Robert D. Stuart Jr., son of the Quaker Oats co-founder Robert Douglas Stuart, and himself the former chief executive officer of Quaker Oats from 1966 to 1981, died on May 8th at the age of 98.
Stuart joined the company after law school and remained there for 38 years.
During that time, the company introduced many of its still-popular innovations including instant oatmeal and chewy granola bars.
In 1969, under Stuart's guidance, the company also acquired toy manufacturer Fisher-Price.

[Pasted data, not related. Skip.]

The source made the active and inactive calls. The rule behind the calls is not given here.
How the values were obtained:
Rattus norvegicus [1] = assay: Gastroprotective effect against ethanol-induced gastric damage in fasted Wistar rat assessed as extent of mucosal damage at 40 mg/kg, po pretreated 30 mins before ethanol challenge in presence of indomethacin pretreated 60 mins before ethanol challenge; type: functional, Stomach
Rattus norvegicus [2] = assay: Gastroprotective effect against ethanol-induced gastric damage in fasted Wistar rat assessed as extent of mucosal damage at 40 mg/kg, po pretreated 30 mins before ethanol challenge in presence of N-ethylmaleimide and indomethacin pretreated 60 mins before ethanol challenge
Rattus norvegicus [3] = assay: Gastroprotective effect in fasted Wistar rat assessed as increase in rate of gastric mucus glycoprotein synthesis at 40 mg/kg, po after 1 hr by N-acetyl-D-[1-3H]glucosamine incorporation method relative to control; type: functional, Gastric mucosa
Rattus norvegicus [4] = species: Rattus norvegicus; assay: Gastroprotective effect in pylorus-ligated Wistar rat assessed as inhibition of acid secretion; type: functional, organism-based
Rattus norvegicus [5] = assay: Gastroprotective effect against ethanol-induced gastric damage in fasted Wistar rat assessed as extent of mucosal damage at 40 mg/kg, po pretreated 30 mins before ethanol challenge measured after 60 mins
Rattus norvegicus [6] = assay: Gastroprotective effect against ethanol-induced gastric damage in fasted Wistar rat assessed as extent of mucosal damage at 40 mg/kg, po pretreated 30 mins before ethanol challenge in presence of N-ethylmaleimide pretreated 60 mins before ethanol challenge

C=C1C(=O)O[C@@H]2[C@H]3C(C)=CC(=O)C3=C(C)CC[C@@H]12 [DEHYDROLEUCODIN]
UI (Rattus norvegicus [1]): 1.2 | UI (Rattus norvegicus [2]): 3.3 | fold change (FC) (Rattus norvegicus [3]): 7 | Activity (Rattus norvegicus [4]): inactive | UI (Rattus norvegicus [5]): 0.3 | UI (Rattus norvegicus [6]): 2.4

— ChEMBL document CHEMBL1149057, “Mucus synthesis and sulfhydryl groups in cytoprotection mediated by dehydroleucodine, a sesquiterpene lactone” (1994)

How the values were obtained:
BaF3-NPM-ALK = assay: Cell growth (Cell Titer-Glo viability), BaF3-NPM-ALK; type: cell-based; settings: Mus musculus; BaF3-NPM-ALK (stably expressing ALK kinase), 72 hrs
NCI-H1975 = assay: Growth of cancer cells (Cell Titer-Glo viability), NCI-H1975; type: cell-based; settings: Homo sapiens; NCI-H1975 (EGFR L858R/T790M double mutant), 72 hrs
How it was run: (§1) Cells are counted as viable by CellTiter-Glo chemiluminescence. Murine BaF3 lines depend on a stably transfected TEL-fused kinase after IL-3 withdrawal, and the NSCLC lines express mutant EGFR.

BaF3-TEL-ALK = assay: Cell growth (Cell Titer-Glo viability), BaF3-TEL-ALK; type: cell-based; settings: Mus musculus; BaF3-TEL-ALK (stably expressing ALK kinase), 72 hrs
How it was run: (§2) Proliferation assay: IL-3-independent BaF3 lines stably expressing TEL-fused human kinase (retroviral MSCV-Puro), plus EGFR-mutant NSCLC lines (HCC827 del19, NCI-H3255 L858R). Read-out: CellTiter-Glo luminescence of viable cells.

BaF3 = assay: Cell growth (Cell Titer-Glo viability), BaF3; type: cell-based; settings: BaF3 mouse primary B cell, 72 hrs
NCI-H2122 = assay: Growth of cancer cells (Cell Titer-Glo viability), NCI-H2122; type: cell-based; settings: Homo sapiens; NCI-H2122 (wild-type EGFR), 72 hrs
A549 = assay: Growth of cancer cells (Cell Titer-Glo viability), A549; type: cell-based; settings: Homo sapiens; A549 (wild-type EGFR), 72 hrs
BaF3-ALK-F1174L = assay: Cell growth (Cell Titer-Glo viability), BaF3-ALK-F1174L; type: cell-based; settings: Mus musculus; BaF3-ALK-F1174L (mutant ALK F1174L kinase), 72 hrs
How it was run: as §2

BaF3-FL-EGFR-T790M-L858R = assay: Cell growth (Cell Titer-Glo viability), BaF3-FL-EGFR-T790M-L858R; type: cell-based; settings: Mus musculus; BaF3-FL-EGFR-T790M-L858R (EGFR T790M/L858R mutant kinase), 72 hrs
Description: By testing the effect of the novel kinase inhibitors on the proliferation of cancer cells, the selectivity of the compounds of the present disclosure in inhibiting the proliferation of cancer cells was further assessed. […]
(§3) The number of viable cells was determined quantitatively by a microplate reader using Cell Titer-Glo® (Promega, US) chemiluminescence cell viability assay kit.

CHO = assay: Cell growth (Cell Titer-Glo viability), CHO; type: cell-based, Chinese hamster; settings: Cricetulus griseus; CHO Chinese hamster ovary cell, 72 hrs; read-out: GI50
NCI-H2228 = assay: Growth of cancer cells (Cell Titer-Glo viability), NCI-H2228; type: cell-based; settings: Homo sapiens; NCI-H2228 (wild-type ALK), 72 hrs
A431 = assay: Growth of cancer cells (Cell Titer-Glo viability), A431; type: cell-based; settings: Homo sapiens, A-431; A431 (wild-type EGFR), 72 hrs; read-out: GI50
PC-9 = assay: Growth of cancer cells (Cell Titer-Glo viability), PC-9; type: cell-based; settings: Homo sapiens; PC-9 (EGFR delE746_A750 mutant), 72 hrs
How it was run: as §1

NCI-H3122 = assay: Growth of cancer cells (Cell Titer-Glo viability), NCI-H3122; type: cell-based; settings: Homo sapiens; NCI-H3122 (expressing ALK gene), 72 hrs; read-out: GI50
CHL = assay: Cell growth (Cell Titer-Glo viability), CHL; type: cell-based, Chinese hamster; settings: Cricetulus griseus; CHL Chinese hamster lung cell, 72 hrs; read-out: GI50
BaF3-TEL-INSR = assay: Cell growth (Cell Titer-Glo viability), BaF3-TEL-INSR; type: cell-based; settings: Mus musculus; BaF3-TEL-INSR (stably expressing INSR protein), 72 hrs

In 1940, several years before he joined the family business, Stuart and a group of fellow Yale law students founded the America First Committee, which vehemently opposed America’s involvement in World War II. The antiwar group grew to more than 800,000 members, including Gerald R. Ford and Charles Lindbergh.
Following the attack on Pearl Harbor on December 7th, 1941, the committee disbanded and Stuart enlisted in the army, serving in Europe and eventually achieving the rank of major.
After his long tenure with Quaker Oats, President Ronald Reagan appointed Stuart the ambassador of Norway, a title he held until 1989.
Karen Lo is an associate editor at The Daily Meal. Follow her on Twitter @appleplexy.